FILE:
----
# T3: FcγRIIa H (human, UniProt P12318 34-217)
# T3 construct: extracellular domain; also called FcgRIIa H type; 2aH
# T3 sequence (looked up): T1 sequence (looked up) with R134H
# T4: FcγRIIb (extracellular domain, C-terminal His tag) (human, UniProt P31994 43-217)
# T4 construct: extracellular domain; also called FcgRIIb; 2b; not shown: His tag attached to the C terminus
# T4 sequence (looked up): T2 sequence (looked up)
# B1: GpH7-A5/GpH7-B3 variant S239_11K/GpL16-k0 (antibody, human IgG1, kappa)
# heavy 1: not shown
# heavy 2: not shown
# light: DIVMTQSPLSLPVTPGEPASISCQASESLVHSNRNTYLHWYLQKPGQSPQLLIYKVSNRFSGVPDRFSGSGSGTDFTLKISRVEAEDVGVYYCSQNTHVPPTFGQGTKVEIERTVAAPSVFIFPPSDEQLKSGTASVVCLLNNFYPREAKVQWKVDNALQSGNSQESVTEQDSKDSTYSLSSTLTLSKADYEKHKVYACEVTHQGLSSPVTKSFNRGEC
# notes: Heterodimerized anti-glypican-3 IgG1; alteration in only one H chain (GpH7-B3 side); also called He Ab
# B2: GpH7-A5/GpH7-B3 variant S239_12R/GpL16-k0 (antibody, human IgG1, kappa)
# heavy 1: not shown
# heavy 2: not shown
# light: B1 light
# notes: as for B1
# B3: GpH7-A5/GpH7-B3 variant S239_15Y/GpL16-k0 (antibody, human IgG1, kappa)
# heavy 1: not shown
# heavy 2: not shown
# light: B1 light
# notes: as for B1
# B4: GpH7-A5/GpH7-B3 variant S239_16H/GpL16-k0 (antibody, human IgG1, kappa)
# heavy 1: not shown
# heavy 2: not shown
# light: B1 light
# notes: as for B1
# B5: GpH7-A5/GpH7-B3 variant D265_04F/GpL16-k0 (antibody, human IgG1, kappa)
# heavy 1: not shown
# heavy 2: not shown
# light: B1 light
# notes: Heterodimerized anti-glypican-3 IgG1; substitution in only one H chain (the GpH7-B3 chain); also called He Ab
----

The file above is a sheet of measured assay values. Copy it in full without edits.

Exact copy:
# T3: FcγRIIa H (human, UniProt P12318 34-217)
# T3 construct: extracellular domain; also called FcgRIIa H type; 2aH
# T3 sequence (looked up): T1 sequence (looked up) with R134H
# T4: FcγRIIb (extracellular domain, C-terminal His tag) (human, UniProt P31994 43-217)
# T4 construct: extracellular domain; also called FcgRIIb; 2b; not shown: His tag attached to the C terminus
# T4 sequence (looked up): T2 sequence (looked up)
# B1: GpH7-A5/GpH7-B3 variant S239_11K/GpL16-k0 (antibody, human IgG1, kappa)
# heavy 1: not shown
# heavy 2: not shown
# light: DIVMTQSPLSLPVTPGEPASISCQASESLVHSNRNTYLHWYLQKPGQSPQLLIYKVSNRFSGVPDRFSGSGSGTDFTLKISRVEAEDVGVYYCSQNTHVPPTFGQGTKVEIERTVAAPSVFIFPPSDEQLKSGTASVVCLLNNFYPREAKVQWKVDNALQSGNSQESVTEQDSKDSTYSLSSTLTLSKADYEKHKVYACEVTHQGLSSPVTKSFNRGEC
# notes: Heterodimerized anti-glypican-3 IgG1; alteration in only one H chain (GpH7-B3 side); also called He Ab
# B2: GpH7-A5/GpH7-B3 variant S239_12R/GpL16-k0 (antibody, human IgG1, kappa)
# heavy 1: not shown
# heavy 2: not shown
# light: B1 light
# notes: as for B1
# B3: GpH7-A5/GpH7-B3 variant S239_15Y/GpL16-k0 (antibody, human IgG1, kappa)
# heavy 1: not shown
# heavy 2: not shown
# light: B1 light
# notes: as for B1
# B4: GpH7-A5/GpH7-B3 variant S239_16H/GpL16-k0 (antibody, human IgG1, kappa)
# heavy 1: not shown
# heavy 2: not shown
# light: B1 light
# notes: as for B1
# B5: GpH7-A5/GpH7-B3 variant D265_04F/GpL16-k0 (antibody, human IgG1, kappa)
# heavy 1: not shown
# heavy 2: not shown
# light: B1 light
# notes: Heterodimerized anti-glypican-3 IgG1; substitution in only one H chain (the GpH7-B3 chain); also called He Ab